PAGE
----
That's original, Steve. One normally doesn't associate either orchids or leaf mould with candy stores.

Another good example, Ric, regarding the shirt, use beyond mere descriptive.

"hands are usually described as touch"
Usually, as in a "convention"?...hmmm...and why not both?

Ric said...

oh, yes, absolutely agree.

Her hands, chapped from working without gloves, nails chipped, started to unbutton his shirt, and the scent of coconut rose to meet his anxious breathing, some unknown lotion to smooth her rough fingers as she touched deeper.

writtenwyrdd said...

I like the scent of burning tires for disgust.

Bernita said...

Right, Ric, and the association with white, smooth coconut contrasts with the image of tanned, rough fingers.

Good one, Written.
I suppose, as a private exercise for appropriate use, one could list generic scents - chemical, metallic, floral, etc. and come up specifics ( like burning tires) and associations/emotions, etc.

Jaye Wells said...

I was just working on this the other day in regards to my urban fantasy. I needed a distinctive trait of a specific race. Aha! They all have the same distinctive scent. It's not a new device, but an effective one, I think.

Bernita said...

I agree, Jaye.
~having visions of air quality control samples at a crime scene~

writtenwyrdd said...

Now I'm thinking of an alien race that smells like burning tires!

I watch my mother's Pug and how he loves to sniff certain things. Flowers, catnip (I have a large plant in the house with which I drug the kitties), and other dogs' dung. If they live with more olfactory nerves than we do, they are more oriented to scent.

Fascinating to consider how a dog, cat or alien might view the world with different senses. Wider range of vision, more attuned to sound. Etc.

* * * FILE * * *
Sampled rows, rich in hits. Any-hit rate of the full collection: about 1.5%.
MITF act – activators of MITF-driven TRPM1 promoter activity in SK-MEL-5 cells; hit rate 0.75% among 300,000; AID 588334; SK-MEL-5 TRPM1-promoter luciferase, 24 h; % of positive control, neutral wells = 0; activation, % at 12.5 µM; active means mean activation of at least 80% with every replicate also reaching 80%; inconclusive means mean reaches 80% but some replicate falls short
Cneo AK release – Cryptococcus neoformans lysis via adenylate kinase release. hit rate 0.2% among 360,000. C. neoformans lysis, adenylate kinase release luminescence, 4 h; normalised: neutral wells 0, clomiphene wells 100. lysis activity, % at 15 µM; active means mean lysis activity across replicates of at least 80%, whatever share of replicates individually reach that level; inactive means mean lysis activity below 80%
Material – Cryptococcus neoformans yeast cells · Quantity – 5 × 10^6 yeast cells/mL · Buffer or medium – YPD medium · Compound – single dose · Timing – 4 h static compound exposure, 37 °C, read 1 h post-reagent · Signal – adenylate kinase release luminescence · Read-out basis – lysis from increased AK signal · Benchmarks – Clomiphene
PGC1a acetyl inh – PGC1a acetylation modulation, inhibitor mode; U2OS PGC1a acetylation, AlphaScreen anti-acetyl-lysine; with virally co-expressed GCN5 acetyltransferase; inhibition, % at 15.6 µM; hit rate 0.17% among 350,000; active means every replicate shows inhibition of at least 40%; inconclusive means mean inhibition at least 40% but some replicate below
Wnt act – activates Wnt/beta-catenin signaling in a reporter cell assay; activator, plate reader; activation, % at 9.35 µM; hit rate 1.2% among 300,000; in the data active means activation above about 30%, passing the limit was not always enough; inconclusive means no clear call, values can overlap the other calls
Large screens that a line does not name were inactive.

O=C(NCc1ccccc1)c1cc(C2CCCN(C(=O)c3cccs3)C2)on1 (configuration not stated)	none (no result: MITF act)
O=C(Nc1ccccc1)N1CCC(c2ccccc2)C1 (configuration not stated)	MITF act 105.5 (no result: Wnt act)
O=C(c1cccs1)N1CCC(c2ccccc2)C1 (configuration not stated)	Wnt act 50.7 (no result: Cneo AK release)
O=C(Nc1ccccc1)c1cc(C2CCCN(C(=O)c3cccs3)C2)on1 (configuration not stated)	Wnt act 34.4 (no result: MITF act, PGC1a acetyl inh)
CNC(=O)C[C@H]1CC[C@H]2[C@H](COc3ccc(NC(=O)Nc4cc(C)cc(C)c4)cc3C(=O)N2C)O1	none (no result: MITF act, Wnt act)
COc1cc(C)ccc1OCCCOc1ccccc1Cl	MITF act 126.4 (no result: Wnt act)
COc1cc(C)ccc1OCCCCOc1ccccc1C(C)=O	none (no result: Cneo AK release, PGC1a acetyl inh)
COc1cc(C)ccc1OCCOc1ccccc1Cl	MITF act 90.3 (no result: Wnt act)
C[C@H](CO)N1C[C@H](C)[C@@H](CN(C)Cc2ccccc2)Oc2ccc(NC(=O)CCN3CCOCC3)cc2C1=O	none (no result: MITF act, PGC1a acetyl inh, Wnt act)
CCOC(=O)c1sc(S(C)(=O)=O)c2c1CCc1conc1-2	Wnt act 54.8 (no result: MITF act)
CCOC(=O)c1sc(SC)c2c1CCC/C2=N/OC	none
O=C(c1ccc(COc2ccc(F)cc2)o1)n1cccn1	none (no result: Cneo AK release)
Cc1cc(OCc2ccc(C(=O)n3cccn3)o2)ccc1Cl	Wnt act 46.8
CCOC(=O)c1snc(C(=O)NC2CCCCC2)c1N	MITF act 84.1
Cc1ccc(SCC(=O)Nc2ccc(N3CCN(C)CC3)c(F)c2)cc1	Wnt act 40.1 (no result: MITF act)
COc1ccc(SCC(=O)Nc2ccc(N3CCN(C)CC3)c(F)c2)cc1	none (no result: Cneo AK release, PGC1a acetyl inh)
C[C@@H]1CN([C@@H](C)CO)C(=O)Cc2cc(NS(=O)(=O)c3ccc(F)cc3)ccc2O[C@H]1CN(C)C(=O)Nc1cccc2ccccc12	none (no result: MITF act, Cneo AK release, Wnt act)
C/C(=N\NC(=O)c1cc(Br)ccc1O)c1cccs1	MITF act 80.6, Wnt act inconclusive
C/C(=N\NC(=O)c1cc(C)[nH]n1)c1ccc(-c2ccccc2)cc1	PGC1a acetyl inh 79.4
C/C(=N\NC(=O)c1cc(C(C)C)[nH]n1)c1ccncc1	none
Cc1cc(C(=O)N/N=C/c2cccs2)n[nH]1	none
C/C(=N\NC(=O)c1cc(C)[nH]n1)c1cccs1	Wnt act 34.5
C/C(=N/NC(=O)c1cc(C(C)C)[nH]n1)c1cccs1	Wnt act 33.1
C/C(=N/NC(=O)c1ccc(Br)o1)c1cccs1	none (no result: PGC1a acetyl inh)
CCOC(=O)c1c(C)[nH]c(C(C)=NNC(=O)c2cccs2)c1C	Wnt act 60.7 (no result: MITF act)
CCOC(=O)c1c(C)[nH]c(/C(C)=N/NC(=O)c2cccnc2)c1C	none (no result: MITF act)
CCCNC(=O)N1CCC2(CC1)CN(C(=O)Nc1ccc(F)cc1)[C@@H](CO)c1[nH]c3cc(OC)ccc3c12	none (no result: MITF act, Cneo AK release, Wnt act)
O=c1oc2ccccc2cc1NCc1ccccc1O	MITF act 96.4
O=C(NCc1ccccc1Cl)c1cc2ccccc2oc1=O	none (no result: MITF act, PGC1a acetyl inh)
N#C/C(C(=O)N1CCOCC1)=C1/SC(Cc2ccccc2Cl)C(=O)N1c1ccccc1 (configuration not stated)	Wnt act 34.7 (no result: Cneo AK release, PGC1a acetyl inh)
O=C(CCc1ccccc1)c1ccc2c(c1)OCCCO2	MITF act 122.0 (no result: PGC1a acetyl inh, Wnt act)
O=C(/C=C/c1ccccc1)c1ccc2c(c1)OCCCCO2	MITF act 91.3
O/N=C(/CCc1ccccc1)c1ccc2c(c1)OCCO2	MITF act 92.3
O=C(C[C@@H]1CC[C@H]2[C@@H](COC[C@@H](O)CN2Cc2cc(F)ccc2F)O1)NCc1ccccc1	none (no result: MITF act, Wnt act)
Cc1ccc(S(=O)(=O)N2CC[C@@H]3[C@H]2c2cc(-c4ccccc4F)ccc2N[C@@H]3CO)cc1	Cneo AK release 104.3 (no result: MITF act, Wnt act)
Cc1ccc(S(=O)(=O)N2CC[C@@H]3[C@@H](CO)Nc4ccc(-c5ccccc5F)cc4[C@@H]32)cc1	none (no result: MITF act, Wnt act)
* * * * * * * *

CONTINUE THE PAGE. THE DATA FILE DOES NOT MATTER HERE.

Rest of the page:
raine said...

Good idea!

I have a heavenly memory of my grandmother cooking fried apples on her wood stove on moist mornings in the hills of Virgina. Just cutting into a Granny Smith apple now brings it back.

And a short story I wrote long ago about a poor schmuck who went job hunting every Tuesday and Thursday, without success. His hands always smelled of shoe polish...

The Anti-Wife said...

What a wonderful post. Certain smells bring back memories of specific people in my life - some pleasant and some not. It took me years to like lavendar because I associated it with a particularly unpleasant person from my past. Now I love it because I know new wonderful people who use it. Thanks for the reminder about using scents.

Bernita said...

And smells we might think pleasant, Written, might make aliens recoil in disgust.

When I read that, Raine, lines from a favourite song "Country road, take me home" sounded in my mind.
Sounds as if you have the whole scent thing down pat.

Thank you, AW.
Smells affect a lot of people like that, according to studies - apple pie and baby powder are two that apparently promote generally positive reactions.

Kate Thornton said...

Oh, Bernita, your post brings back the scent of my father's hands - that lovely cherries and almonds of the old formula Jergens lotion, and the clean smell of starch in his uniform. Thank you!

Charles Gramlich said...

Since I cannot smell myself, this is one of the hardest elements that I have to try to do in writing. I'm lucky that so often smells are described as being "like" something else.